Any additional comments?

I would definitely say that the material of the birth to presidency of Roosevelt's life is most interesting to me. His presidency, slightly less so, and his post-presidency is the least interesting. Nonetheless, this work brings closure to his life in a detailed manner not matched by other biographies I've read.

2 people found this helpful

  • Overall
    5 out of 5 stars
  • Performance
    5 out of 5 stars
  • Story
    5 out of 5 stars

Excellent

Narration and story were wonderful and do justice to such a fascinating historical figure at a pivotal point in the development of the United States.

2 people found this helpful

  • Overall
    5 out of 5 stars
  • Performance
    5 out of 5 stars
  • Story
    5 out of 5 stars

EPIC Conclusion To A Truly EPIC Life!

Edmund Morris is a gift and offered us a gift in this treasured series. Theodore Roosevelt is arguably the architect of modern America and the consummate Profile In Courage. His life is also illustrative that we all live an immutable law of sowing and reaping in both good and hard ways. Roosevelt was bold and his boldness was rewarded. But Teddy was also a warrior and one of the greatest ironies of his life is that his youngest son, Quentin, was soon killed in the war that Roosevelt pushed then President Woodrow Wilson to fight. Read ALL 3 of Morris works.

2 people found this helpful

  • Overall
    5 out of 5 stars

Strong finish to the trilogy.

Strong finish to the trilogy. Roosevelt was an amazing man who lead an extraordinary life.

1 person found this helpful

  • Overall
    4 out of 5 stars
  • Performance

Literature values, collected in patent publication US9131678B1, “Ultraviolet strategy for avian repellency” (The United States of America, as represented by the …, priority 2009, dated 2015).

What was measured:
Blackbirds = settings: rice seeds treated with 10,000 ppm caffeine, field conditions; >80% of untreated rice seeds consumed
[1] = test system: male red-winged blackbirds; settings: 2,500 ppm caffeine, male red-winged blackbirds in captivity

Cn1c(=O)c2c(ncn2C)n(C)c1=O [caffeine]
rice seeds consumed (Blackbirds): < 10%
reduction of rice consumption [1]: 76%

5 out of 5 stars
  • Story
    4 out of 5 stars

Great ending of a Trilogy

Having invested myself in the whole three of this biography series on TR. I am struck that when a very good biography is written of a interesting historical like that of TR, I am always struck with a tinge of sadness at their death. I believe this is the mark of a very well written history of a person’s life. Morris has delivered a wonderful arching view of Roosevelt well worth ones time.

  • Overall
    5 out of 5 stars
  • Performance
    5 out of 5 stars
  • Story
    5 out of 5 stars

“Colonel Roosevelt” Is a Superb Biography

TR Roosevelt was a fascinating man and continues to be so to this day. Edmund Morris brings him to life and the Reader gives the listener the sense that Roosevelt is speaking.

Thoroughly enjoyable!

  • Overall
    5 out of 5 stars
  • Performance
    5 out of 5 stars
  • Story
    5 out of 5 stars

Larger than Life

Covering TR after his service as President of the United States, you see some of the flaws in his character that are less evident in his titanic youth and presidency. Among those flaws, you see his core idealism, integrity, and the character that had provided the foundation to his impressive career. Despite criticisms and flaws, TR was an undeniably significant man and possibly the most significant American of his generation. I recommend the series and this, the conclusion.

  • Overall
    3 out of 5 stars
  • Performance
    5 out of 5 stars
  • Story
    3 out of 5 stars

very detailed. too detailed?

I have listened to all 3 books in this series and enjoyed the amazing life of teddy roosevelt. honestly, I feel all 3 books could have been shorter. I've got more time invested in this trilogy than war and peace at this point. the exhaustive chronicling is, well, exhausting.